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Suns need a focused Michael Beasley to win games

November 1, 2012: Gentry: He’s got to be a star player for us

Regardless of the name on the back of the uniform and how many zeros appear on the player’s paycheck, Phoenix Suns head coach Alvin Gentry has proven he will play the hot hand.

Ask Amare Stoudemire. Ask Jason Richardson.

And now, ask Michael Beasley.

The Suns this summer made Beasley their number one target in free agency, investing $18 million over the next three years on the former 2008 second overall draft pick.

That investment played only 22 minutes — the fewest of any starter — and not a single minute in the fourth quarter on opening night as Gentry opted to go with P.J. Tucker.

“Just how it goes sometimes,” Beasley said after practice Thursday.

He watched from the bench as his teammates lost an eight point lead and ultimately the game, 87-85 to the Golden State Warriors.

“That was one of those rare situations,” Gentry explained. “He’s got to be on the floor for us. He’s got to be a star player for us.”

Beasley was hardly the star Wednesday, missing seven of his nine field goal attempts.

“We need for him to play for us to win ball games,” Luis Scola said. “We need to find a way to make him more comfortable and get him the shots he that he wants…so he can get it going. That’s when the real Michael shows up. Once he gets it going, it’s really hard to stop him.”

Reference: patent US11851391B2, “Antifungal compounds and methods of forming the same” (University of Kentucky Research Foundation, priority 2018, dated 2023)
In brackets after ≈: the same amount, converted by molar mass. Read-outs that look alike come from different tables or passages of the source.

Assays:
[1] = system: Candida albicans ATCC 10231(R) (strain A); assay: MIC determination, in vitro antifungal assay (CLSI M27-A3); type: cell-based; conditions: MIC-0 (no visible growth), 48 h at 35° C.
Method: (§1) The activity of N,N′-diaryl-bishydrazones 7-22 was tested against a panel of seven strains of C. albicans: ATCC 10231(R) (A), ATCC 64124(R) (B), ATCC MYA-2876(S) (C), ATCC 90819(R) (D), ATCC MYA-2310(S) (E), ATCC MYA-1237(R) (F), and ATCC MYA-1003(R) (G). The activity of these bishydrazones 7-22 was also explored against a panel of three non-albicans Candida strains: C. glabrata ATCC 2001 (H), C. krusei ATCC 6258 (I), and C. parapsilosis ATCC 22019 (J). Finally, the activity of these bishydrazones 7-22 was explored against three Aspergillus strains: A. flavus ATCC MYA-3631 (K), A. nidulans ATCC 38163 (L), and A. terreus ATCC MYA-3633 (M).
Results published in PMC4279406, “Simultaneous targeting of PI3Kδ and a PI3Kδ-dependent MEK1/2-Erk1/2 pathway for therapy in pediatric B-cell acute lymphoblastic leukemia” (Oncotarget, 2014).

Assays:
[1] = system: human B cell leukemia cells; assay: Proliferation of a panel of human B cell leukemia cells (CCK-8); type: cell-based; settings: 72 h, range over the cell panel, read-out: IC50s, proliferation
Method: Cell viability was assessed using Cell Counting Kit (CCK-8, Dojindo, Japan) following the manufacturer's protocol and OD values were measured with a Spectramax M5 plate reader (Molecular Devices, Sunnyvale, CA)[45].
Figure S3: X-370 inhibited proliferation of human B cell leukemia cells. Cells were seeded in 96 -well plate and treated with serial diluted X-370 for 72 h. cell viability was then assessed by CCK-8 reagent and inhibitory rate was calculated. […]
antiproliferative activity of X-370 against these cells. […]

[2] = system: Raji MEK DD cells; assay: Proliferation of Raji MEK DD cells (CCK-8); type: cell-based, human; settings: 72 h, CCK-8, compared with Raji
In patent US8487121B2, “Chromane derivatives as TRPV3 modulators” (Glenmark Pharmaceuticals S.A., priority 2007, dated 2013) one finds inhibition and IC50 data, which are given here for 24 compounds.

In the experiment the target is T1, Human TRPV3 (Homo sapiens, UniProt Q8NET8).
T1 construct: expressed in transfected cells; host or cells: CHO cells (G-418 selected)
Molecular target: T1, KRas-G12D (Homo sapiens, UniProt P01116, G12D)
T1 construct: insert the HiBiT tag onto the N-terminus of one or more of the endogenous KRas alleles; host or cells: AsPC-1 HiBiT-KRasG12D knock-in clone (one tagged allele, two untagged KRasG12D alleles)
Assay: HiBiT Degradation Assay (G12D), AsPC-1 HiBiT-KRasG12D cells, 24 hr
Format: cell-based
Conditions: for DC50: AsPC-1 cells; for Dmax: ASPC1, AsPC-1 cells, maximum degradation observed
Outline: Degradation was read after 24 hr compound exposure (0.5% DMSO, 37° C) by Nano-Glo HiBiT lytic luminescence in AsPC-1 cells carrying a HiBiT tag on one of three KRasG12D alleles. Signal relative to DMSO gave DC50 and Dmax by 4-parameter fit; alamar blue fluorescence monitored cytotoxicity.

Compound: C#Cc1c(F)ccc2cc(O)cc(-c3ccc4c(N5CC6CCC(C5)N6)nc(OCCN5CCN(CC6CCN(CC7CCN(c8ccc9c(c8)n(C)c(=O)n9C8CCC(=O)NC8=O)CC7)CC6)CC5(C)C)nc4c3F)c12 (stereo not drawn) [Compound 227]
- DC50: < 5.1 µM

“Just got to be aggressive,” Beasley said of how he can be more effective, “aggressive on both ends of the floor. I feel like I have the talent level and the stamina and also the mental stability to play 30-plus minutes a game. I can’t really flow in and out of games.”

Keeping the 23-year-old fully engaged is going to be one of the bigger challenges for the Suns this season.

“When he’s out there there’s got to be a 48 minute-focus,” Gentry said. “If he’s out there 35 minutes, it’s got to be a 35 minute-focus. We’ve got to give him a little bit of a break because this is the first time in his career that anybody, any team has asked him to do what we’re asking him to do. We’re asking him to be basically the man on our team.”

Gentry the day after acknowledged the Suns did some good things against the Warriors, but ultimately the game came down to rebounding. “We have to complete the possession and the way you complete the possession is to come up with the rebound.”

The Suns allowed 17 offensive rebounds.

Scola said the team can’t afford stretches where they allow teams to go on a 17-4 run as the Warriors did in the second quarter.

“We’re going to lose almost every game that we play even for one quarter if we play a little bit of the game the way we did last night. We need to play hard. We’re not a cool team. We’re not a pretty team. It’s not going to be sexy. We just got to grind it.”